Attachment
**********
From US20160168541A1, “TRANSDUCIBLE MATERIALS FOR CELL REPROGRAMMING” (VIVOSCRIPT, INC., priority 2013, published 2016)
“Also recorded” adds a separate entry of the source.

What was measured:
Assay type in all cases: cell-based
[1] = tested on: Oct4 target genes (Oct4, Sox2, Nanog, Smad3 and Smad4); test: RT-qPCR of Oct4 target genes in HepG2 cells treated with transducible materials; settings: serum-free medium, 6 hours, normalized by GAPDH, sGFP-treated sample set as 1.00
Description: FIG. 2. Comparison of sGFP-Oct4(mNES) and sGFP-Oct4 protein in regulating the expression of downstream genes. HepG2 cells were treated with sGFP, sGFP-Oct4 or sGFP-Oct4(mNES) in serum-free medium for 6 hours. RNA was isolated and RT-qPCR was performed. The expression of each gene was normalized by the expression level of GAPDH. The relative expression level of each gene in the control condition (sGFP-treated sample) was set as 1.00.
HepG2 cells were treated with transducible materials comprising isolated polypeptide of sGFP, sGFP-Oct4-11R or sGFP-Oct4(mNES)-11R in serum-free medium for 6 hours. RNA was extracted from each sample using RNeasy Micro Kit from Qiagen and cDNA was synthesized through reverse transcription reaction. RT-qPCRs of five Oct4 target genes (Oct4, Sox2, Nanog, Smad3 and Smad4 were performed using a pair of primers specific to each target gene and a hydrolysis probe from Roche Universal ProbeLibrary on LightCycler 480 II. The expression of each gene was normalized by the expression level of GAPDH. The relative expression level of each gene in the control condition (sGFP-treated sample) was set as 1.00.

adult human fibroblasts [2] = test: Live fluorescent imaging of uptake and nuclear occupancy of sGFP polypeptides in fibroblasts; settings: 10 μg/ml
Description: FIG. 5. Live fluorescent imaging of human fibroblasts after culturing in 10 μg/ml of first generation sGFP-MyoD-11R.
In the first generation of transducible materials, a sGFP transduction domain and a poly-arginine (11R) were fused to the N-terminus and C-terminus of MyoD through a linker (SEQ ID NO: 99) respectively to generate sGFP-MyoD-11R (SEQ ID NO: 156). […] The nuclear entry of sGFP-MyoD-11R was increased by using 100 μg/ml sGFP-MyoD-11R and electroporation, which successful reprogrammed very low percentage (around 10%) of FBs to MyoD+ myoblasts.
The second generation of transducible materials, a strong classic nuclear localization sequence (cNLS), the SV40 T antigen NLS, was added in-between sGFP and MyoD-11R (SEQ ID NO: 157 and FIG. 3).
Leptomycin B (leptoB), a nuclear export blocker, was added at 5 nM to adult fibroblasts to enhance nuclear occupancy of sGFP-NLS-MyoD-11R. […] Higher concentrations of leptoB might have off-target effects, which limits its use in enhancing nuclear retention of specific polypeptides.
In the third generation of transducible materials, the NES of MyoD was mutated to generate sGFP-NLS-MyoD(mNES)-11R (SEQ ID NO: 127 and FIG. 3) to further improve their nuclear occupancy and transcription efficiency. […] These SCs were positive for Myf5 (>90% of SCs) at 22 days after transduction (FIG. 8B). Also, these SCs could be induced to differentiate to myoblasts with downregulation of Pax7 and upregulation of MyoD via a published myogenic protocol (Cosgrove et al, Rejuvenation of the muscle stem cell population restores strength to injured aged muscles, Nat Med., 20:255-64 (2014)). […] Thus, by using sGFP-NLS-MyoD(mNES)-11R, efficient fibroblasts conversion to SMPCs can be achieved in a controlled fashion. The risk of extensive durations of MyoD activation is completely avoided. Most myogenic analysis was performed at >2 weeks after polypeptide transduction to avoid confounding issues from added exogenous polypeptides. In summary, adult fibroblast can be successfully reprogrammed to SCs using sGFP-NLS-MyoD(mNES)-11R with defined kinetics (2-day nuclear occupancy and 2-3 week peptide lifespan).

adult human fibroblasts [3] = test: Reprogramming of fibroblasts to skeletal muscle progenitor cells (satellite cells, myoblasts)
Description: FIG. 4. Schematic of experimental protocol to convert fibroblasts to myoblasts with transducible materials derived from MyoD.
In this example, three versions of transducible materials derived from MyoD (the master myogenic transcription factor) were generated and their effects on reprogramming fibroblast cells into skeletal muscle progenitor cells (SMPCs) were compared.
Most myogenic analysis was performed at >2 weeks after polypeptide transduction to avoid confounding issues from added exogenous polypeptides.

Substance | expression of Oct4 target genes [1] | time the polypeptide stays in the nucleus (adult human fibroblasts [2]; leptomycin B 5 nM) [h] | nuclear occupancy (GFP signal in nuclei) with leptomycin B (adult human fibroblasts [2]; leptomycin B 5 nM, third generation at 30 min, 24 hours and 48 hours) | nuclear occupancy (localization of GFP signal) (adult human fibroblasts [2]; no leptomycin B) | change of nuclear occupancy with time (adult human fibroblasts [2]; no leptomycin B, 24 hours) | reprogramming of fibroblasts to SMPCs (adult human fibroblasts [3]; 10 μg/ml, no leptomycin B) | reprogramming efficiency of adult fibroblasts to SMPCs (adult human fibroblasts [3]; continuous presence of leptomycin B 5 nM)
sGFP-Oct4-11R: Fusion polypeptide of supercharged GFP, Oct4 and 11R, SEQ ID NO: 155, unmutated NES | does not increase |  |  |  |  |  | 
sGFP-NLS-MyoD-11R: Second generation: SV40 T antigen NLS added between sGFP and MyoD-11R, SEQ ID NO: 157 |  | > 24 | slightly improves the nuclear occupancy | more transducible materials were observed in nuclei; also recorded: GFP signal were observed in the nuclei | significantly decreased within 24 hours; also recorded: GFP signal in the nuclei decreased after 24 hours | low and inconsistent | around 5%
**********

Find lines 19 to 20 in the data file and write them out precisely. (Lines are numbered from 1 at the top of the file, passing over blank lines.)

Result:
sGFP-Oct4-11R: Fusion polypeptide of supercharged GFP, Oct4 and 11R, SEQ ID NO: 155, unmutated NES | does not increase |  |  |  |  |  | 
sGFP-NLS-MyoD-11R: Second generation: SV40 T antigen NLS added between sGFP and MyoD-11R, SEQ ID NO: 157 |  | > 24 | slightly improves the nuclear occupancy | more transducible materials were observed in nuclei; also recorded: GFP signal were observed in the nuclei | significantly decreased within 24 hours; also recorded: GFP signal in the nuclei decreased after 24 hours | low and inconsistent | around 5%